I feel like I’m dropping the ball. As the sister of someone on the spectrum, my life has been enriched tenfold by understanding and embracing neurodiversity. I am more apt to notice that the texture of clothes or the volume in a room may bother Michael, or to take note of an oddball character in a movie that he would love. My husband is a mental health counselor and we share a deep appreciation for the gifts that neurodiversity offers, including a hypersensitivity to sights, smells, sounds or textures. But neither of us feels we are doing all that we can to impart this compassion and appreciation in our neurotypical kids.
Building a relationship with someone on the spectrum can require more patience and understanding than establishing ties with a neurotypical peer. Social situations may require special engineering, such as strict adherence to a schedule or an awareness of sensitivity to light and sound. I reached out to parents and specialists to ask how our family could be better advocates and community members in neurodiverse world. Here is what they shared.
We can plan ahead and communicate. I have not thrown many birthday parties for my kids because the idea makes me sweat. But I’m starting to realize that I need to model being a gracious host so that my kids can follow suit.
Bridget Dujardin, an occupational therapist and founder of Boston Sensory Solutions, offered some ideas for how my neurotypical children and I can help families for whom social situations are hard. “If several guests at the party take turns buddying up for 20-minute blocks and try to include a child who is on the spectrum, it’s a win-win, because typically developing kids need to learn to interact with people with differences, too,” she says.
Mary Piper, of Delmont, Penn., laughs when she remembers taking her son Franklin, 6, who has autism, to a birthday party at an indoor jump park. Piper said Franklin was more interested in checking out the vending machines than participating in the designated activities. “The concept of ‘stay with the party’ — stuff we all take for granted — are things we need to teach them step by step.”
Something as simple as giving a loose schedule to the guests, so they know what to expect, can help ease stress for kids with autism, and their parents.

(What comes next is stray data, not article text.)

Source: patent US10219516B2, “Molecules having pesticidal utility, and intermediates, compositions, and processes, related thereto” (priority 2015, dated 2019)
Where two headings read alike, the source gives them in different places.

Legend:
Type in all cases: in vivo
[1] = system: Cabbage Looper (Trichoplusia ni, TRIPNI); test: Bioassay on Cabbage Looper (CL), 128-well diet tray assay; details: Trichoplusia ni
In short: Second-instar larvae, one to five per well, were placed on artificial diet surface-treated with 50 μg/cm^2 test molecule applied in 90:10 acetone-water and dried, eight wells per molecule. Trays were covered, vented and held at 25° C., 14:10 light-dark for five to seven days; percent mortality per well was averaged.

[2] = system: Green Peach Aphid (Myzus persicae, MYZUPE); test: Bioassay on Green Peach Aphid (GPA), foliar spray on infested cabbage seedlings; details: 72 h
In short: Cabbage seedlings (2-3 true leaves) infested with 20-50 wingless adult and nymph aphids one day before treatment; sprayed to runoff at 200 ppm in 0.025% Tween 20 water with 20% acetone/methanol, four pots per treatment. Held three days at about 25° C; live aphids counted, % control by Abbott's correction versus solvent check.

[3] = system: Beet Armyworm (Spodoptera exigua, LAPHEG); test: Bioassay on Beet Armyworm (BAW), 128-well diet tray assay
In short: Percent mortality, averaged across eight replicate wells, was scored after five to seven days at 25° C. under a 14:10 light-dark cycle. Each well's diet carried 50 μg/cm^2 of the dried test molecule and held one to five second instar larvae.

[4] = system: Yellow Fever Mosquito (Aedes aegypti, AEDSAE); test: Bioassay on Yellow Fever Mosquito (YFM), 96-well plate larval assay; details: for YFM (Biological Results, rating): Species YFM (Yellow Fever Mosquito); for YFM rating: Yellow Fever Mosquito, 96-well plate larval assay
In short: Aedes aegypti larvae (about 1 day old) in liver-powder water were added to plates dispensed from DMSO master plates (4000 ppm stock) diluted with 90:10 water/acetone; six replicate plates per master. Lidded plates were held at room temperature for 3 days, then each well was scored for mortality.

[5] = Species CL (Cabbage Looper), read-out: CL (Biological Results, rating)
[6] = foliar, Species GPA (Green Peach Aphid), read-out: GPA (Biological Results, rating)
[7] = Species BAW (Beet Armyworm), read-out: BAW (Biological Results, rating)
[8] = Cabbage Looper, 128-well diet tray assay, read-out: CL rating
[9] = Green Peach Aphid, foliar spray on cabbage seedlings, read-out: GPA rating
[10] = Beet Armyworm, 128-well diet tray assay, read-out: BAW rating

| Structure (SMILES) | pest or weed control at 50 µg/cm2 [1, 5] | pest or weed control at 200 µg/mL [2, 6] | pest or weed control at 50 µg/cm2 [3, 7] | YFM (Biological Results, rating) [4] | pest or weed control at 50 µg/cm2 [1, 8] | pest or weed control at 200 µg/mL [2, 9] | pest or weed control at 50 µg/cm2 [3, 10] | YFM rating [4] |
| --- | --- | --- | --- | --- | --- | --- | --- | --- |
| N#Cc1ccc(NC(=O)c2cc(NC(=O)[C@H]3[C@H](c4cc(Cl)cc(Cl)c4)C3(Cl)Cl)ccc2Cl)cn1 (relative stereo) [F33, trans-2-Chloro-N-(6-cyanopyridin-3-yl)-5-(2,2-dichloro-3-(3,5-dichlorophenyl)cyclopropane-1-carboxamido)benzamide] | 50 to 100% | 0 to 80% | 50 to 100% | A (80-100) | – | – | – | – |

We can overcome our discomfort with friendliness. Mindi Welton-Mitchell, a pastor in Seattle whose son A.J. has autism, says teaching kids not to be fearful of differences is an important part of socialization. “We have a culture where we fear The Other, so we have a culture where kids make fun or are just afraid to engage. Getting away from the fear is a huge step toward inclusion,” says Welton-Mitchell.
Welton-Mitchell says she appreciates A.J.’s elementary school for this reason. “The staff and teachers all model inclusivity. They all make an effort to know A.J.’s name and say hi to him.”
Welton-Mitchell describes one student who goes out of her way to greet A.J. and try to get a response. “If he ignores her, she’ll keep trying. She doesn’t get upset. She just says, ‘Okay, I’ll try again later,’" Welton-Mitchell says. "That’s the big thing, when other kids get scared, there’s at least one child who is in his [general education] class who is not afraid.”
In my family, we’ve got work to do. I often assume people want to be left alone. I sometimes hesitate to stop and say hello to someone I know at the grocery store for fear of bothering them. If I’m not modeling casual friendliness with neurotypical people, how can I expect my kids to do it with their neuroatypical peers?
“I want other parents to understand our situation is different, and that it may be harder for us at times to participate in in parent groups, but it’s still important to be included," says Welton-Mitchell. "That our experience is valid. Sometimes we’re excluded unintentionally, or for whatever reason, it just sometimes happens.”
To this end, Welton-Mitchell told me a story that is going to change the way our family distributes Christmas cards and Valentines. “Because A.J. is only in the Gen Ed class part of the day, he was not included on the class list. So A.J. didn’t receive any Valentines last year," she says. "And it’s not that it mattered to him, but I think it’s important for other kids to recognize that he’s a part of their class community.”
It seemed too easy, and yet it’s just as easy to overlook. I had never asked my kids if there were children in their classes who sometimes rotated out for special education classes. But from now on, when a class list is distributed, I will make sure to ask if every child’s name is included.
We can learn their jam. I think every parent loves when someone takes an interest in their kid. In my case, if you can abide my son’s encyclopedic interest in Pokemon, you are both of our best friends. Similarly, Piper’s son Franklin has a captive interest in mechanics. “We’ll go to the most beautiful art museum, and Franklin will ask the guards about the elevator and what kind of alarm system they have.”
Piper has seen this interest open up new opportunities for social interaction. When there was a fire alarm being inspected at his school, for example, Franklin was summoned. “His principal let Franklin talk to the repairman about it,” she says.
This is friendship building 101. You find out someone’s interests and engage them in conversations on those subjects. Sometimes, that common ground can be enough to establish a connection.
“In my practice, kids often like dinosaurs or Minecraft,” says Dujardin. “If we can involve them in that activity, that kids of all different abilities like and are skilled at, that tends to focus them on the activity, instead of their differences.
“Just because a kid is on the spectrum, doesn’t mean he can’t be a friend and that he doesn’t bring something to the table.”